Ostlund began the first grade, from he was quickly promoted to the second, in a two-room wooden structure that was the original courthouse in Gillette. That lot is now the drive-in facilities of the First National Bank.[5] Ostlund and his brother, Bob, took piano lessons from their mother. He recalled how Fred Astaire and Ginger Rogers were "the current rage at the movies. They danced in a way that caused every mother to wish for the same talents to show up in [her] own children. Gillette was hardly the tops in talent, but there was a lady named Sylvia Lipman who gave tap dance lessons". After relatively brief lessons, the Ostlund boys were called upon to perform the "Shadow Dance" before an audience that included Governor Leslie A. Miller.[6]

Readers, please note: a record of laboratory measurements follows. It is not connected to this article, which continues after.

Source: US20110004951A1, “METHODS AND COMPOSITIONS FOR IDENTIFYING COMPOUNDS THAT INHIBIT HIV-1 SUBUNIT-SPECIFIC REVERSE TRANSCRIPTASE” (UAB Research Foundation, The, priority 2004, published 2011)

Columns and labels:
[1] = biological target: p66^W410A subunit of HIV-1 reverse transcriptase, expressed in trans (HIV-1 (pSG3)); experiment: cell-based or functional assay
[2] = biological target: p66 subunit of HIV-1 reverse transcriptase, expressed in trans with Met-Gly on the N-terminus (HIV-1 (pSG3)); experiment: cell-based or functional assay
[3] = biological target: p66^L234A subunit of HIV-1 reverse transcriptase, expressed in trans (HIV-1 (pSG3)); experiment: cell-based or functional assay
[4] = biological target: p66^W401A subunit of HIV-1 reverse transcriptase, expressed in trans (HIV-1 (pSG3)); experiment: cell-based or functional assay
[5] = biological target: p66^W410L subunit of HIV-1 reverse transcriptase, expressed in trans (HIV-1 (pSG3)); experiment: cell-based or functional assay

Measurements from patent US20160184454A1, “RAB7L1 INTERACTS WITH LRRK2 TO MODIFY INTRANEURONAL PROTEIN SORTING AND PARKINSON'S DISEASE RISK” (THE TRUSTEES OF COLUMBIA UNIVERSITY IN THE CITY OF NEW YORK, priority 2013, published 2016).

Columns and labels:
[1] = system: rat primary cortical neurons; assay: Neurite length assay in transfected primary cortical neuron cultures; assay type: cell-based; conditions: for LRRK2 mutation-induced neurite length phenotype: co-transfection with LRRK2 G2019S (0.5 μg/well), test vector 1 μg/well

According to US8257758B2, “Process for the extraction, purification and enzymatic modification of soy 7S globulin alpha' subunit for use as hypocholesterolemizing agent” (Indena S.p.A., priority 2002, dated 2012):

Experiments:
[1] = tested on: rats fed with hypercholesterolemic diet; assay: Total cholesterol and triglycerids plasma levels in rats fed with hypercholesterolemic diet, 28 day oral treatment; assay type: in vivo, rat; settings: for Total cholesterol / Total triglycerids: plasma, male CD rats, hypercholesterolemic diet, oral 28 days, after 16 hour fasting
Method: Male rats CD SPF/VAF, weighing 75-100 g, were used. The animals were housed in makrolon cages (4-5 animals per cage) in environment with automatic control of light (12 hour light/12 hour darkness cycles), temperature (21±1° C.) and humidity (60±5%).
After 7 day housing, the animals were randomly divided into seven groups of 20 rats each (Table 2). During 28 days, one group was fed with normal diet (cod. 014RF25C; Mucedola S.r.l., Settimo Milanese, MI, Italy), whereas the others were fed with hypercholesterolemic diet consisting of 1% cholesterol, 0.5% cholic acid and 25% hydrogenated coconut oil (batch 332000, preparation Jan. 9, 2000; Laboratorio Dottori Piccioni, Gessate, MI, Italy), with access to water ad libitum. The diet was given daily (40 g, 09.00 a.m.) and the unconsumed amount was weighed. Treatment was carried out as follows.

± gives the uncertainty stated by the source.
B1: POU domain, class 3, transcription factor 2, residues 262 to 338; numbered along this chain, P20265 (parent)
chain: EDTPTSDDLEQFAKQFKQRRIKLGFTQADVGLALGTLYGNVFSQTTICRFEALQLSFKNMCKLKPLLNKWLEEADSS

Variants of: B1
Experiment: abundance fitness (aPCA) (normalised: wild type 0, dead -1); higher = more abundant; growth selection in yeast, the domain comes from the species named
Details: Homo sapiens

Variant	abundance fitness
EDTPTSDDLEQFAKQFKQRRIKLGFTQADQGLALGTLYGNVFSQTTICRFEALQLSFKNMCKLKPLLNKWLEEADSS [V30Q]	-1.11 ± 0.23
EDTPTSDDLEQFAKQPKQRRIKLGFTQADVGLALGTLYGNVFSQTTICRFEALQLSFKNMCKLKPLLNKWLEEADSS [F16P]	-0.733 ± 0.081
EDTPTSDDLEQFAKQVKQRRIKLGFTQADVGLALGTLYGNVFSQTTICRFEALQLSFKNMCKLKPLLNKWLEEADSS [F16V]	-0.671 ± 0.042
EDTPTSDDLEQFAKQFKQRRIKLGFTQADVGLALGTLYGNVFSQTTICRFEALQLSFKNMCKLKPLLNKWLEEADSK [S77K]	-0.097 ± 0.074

Ostlund continued: "In 1936 the school district approved a bond issue to construct a new school building for grades one through eight. My last year in the ancient yellow brick facility was sixth grade. How proud we all were to enter the brand new school . . . We had lived through the worst of the depression . . . and life seemed good. I don't recall ever showing concern about what Adolf Hitler was doing in Germany as we sailed through the junior high years. At the movies, newsreels showed pictures of Nazi banners in the background as Hitler ranted to huge crowds in Germany. At that time, the United States seemed blissfully content to be separated from wars or possible wars by two huge oceans. How the changing times were about to change our world as we knew it!"[7]